Oliver who is now 18 has been coming to Andy’s Children Services since he was 7. We first found out he had Cortical Dysplasia at 5 years old, which is a form of epilepsy that causes Oliver to have developmental issues, seizures, epilepsies and have a mental functioning of an 18 month year old. It took us a while to find out what condition Oliver had because he was hitting some developmental milestones but not all and had been having unknown spasms and seizures since he was born. It was really difficult for us as Oliver was growing up because he had already been in ICU twice before getting his real diagnosis and only at this point we realised how bad the condition was going to affect him.
Oliver doesn’t look like your typical hospice care patient but actually his condition is life-limiting and as parents we weren’t ready to accept that. The first time we came to visit the hospice, we came as a family with Oliver’s younger brother and sister. When we walked through the doors there was this sense of calm and such homely feeling. It’s such a strange feeling because there is that feeling where you think people come here to die but for us it is such a happy loving place now as Oliver loves coming here and we know the staff love having him as well. I’ve never felt apprehensive once leaving Oliver there. The hospice has always come out of its way to accommodate Oliver and to make Oliver and us feel welcome and I can’t fault them for that really.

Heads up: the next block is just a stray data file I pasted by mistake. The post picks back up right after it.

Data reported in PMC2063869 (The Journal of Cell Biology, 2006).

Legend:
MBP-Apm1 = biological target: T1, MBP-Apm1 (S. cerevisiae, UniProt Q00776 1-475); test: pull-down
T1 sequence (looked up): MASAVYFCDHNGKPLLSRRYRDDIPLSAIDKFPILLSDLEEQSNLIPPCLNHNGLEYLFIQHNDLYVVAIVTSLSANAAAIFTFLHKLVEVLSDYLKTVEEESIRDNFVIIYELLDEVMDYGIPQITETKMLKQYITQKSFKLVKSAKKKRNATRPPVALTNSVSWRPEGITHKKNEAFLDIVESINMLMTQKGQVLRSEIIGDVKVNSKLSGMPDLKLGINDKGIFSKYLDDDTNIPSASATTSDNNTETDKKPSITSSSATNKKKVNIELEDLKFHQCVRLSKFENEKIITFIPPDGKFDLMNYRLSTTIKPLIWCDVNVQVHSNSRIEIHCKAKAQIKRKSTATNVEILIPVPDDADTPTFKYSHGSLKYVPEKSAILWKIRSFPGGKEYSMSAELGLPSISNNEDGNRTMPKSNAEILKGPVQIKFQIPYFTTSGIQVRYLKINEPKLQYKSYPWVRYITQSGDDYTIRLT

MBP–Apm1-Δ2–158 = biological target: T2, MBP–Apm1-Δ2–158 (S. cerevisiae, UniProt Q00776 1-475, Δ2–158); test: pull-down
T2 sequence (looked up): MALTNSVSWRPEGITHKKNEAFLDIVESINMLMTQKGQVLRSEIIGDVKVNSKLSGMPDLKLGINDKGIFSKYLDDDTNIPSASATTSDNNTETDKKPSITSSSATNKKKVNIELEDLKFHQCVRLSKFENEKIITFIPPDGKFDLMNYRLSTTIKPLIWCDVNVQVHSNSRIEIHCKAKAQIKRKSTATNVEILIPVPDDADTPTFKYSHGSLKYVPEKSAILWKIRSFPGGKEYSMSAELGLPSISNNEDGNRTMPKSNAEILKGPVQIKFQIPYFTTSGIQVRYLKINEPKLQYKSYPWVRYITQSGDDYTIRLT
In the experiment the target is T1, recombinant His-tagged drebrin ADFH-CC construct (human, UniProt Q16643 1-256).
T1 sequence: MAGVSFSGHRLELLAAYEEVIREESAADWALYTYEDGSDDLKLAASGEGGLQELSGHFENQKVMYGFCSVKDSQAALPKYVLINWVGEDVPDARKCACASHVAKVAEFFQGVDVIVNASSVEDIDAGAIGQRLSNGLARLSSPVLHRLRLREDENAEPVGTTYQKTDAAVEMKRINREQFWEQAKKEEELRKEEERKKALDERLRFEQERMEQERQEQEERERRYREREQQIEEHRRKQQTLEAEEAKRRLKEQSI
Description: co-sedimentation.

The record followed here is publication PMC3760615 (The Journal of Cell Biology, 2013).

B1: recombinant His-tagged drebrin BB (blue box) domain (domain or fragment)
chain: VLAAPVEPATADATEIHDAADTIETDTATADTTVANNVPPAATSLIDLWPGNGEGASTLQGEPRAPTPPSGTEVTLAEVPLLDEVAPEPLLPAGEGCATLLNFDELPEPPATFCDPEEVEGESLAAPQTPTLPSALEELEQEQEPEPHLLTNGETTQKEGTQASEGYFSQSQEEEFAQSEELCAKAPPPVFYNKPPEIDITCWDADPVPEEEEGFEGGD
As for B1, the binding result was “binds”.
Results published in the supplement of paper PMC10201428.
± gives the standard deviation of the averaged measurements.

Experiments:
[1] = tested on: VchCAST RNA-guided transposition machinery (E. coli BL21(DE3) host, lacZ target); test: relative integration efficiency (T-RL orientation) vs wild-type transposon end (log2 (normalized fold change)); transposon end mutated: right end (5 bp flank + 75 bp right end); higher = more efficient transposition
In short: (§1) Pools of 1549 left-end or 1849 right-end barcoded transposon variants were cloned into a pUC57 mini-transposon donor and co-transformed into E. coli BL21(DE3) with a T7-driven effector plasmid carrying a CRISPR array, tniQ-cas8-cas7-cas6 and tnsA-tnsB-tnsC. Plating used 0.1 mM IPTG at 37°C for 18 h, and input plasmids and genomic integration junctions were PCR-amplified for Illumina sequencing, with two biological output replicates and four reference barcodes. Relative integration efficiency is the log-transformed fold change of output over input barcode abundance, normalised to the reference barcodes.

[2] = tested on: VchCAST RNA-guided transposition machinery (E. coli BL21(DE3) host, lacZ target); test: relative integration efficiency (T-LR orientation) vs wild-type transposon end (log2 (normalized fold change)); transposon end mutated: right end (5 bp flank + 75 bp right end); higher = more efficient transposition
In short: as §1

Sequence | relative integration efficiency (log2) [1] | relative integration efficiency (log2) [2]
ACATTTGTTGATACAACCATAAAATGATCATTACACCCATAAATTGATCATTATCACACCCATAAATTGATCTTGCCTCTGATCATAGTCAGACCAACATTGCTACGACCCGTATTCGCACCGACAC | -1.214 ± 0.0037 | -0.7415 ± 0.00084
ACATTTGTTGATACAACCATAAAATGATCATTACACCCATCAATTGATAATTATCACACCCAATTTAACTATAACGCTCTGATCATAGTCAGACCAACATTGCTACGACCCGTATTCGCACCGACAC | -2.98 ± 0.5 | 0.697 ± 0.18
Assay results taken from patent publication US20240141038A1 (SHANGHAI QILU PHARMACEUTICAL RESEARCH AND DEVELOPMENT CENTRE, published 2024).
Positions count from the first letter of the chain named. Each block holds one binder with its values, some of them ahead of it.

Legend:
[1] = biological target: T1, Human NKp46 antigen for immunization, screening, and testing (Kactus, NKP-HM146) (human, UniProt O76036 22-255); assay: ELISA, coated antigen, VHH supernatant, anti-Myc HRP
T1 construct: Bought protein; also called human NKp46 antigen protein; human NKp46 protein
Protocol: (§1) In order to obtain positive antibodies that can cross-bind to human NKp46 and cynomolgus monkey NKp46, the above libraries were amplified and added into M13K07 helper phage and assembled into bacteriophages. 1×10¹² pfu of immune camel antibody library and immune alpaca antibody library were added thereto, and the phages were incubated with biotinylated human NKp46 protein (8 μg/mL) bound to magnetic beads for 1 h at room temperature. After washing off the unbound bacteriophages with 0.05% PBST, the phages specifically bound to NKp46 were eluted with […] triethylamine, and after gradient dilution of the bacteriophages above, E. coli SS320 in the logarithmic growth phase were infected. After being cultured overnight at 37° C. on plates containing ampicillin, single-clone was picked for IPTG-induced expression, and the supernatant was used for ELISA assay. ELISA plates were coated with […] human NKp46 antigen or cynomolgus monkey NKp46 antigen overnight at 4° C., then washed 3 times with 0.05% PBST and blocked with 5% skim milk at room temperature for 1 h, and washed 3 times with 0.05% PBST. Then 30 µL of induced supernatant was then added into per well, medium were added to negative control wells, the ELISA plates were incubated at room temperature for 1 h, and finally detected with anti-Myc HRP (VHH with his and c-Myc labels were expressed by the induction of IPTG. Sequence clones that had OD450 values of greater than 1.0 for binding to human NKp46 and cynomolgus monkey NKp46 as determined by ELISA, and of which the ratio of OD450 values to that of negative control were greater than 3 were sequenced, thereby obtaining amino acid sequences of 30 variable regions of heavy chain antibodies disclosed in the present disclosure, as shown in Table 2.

Andy’s offered us support when we needed it the most. It’s really difficult because when you have a child, you never really expect to have a child who is so sick and so disabled that they need to be reliant on someone else for everything, but coming to Andy’s helped us. It has given me and my other children some time to spend together and it gives me the chance to be their mum as well. That time we have together it is something we love and without the hospice we cannot do that. You do feel guilty for excluding them as you think you should be doing these things as a family, but as time goes on you think actually Oliver’s not missing out because he is at the hospice, well cared for, loved and doing stuff he enjoys and he gets that 1-1 care and if anything medically went wrong I know the hospice can look after him. It gives me the chance to refresh and get ready to start caring for Oliver for when he comes home.
The sensory room is Oliver’s favourite. He loves the bright colours, loud noises and anything that grabs his attention. However, he does struggle with arts and crafts as he usually wants to eat anything and everything! On a day to day basis Oliver has restricted mobility so the pool at the hospice is something he really enjoys as it gives him a sense of freedom in the water and this has been nice for him to use while the children’s unit is getting refurbished.
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